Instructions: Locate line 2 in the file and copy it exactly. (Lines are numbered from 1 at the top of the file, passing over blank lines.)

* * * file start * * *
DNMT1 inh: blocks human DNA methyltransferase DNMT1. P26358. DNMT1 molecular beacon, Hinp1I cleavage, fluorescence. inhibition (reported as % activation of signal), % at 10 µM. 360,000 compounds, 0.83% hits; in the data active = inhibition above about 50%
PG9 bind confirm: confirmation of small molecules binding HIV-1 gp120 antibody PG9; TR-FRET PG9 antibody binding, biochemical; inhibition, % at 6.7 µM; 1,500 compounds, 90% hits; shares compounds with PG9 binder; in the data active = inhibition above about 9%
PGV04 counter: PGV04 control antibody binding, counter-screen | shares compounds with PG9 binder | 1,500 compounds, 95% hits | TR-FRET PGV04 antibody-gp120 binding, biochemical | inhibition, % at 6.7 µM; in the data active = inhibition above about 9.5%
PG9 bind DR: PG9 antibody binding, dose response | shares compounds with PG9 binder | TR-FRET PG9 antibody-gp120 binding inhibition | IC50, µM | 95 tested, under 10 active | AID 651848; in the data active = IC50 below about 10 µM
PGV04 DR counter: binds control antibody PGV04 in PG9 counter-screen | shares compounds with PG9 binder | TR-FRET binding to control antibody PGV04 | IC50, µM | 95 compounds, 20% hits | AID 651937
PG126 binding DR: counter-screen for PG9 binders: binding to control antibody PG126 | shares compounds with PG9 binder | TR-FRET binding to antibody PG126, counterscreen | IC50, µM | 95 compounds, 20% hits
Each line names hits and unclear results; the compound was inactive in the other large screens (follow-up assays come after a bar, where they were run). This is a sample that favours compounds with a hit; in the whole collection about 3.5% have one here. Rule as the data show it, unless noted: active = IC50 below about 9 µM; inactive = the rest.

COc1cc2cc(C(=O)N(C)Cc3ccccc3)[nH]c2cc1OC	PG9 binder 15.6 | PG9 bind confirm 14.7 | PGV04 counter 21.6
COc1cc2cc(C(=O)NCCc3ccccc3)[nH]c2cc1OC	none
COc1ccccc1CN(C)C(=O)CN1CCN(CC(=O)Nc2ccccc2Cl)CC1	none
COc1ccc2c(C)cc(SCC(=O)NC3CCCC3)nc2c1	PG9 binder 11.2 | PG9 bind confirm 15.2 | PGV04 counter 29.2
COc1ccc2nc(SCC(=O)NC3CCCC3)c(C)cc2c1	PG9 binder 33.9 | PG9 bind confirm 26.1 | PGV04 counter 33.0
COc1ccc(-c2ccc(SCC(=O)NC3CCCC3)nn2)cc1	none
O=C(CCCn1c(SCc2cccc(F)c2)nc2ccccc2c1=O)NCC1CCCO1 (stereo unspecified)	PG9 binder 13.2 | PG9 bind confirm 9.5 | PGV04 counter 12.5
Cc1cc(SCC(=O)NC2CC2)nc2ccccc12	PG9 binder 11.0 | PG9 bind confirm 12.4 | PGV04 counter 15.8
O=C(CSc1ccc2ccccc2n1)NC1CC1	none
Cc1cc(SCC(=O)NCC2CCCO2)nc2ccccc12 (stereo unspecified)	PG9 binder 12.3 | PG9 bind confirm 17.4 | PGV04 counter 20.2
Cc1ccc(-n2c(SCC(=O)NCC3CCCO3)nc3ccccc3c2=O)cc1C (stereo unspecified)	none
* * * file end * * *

PG9 bind confirm: confirmation of small molecules binding HIV-1 gp120 antibody PG9; TR-FRET PG9 antibody binding, biochemical; inhibition, % at 6.7 µM; 1,500 compounds, 90% hits; shares compounds with PG9 binder; in the data active = inhibition above about 9%